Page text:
Director's Portrait: Michel Franco
Discover one of Mexico’s most distinctive filmmakers at this year’s festival.
Director, producer and screenwriter. The Mexican filmmaker Michel Franco keeps himself busy, and likes to be involved in multiple aspects of a film production. This leads to greater control, and marks his projects with a more distinct artistic signature than the film industry usually allows. This makes it exciting to observe what moves within Franco’s works, because they presumably reveal something about him as a person. And watching the films he has directed thus far, it becomes apparent that this is an artist that is primarily preoccupied with the darker realities of human existence.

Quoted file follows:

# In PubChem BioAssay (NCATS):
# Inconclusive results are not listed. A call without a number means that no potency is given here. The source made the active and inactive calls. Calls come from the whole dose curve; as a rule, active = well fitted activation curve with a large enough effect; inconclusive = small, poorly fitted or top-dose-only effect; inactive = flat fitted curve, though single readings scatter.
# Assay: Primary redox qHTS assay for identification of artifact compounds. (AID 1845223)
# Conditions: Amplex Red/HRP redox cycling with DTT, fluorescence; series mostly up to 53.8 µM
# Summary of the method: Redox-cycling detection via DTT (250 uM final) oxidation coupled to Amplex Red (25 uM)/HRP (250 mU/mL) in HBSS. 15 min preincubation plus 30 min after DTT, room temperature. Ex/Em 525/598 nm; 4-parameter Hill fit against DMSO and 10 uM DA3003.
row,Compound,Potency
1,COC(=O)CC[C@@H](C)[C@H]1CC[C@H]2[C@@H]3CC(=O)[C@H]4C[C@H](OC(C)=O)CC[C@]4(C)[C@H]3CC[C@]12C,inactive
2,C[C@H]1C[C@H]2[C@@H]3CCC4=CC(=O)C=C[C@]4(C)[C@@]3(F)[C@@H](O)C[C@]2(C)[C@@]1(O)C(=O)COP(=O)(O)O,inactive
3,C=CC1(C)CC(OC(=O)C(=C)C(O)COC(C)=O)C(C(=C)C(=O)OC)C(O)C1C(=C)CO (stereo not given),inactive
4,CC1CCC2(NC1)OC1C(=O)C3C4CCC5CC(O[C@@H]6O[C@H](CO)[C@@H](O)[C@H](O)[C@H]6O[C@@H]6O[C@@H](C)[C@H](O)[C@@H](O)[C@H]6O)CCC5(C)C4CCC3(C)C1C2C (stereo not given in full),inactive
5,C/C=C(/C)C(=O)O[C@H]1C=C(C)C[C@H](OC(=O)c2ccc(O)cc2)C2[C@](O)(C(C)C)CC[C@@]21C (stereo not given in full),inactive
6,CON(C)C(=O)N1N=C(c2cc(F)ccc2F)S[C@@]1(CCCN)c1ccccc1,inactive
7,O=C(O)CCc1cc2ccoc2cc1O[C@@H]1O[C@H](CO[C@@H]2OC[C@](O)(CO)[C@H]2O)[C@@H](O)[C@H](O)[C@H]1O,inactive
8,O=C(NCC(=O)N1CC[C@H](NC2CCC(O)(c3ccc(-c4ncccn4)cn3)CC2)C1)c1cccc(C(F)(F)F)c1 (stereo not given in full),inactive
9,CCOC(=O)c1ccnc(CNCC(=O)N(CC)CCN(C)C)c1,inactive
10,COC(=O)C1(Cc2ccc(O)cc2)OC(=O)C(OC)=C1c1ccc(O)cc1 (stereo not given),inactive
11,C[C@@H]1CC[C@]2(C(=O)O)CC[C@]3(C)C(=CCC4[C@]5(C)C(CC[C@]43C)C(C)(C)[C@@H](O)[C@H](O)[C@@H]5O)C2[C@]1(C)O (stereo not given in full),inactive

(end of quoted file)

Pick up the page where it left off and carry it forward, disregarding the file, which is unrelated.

After making several shorts, he made his feature film debut with Daniel & Ana, which was nominated for the Camera D`or at the 2009 Cannes Film Festival. A pair of siblings are kidnapped and forced to have sex on camera, and are left with a ransom demand and unimaginable trauma. Here, Franco pulls us into his universe, where dramatic circumstances leave the human beast gnawing away at spirit and dignity. This may also describe many of his later films, not least After Lucia, which revolves around the brutal teen culture of circulating sexual videos.
In several of his later films, both as producer and director, Franco exhibits a marked political awareness. However, his newest film New Order is, in his own words, the first of his films to explicitly comment on the political situation in Mexico. And after seeing the film, there is reason to be worried about the direction in which the country is heading.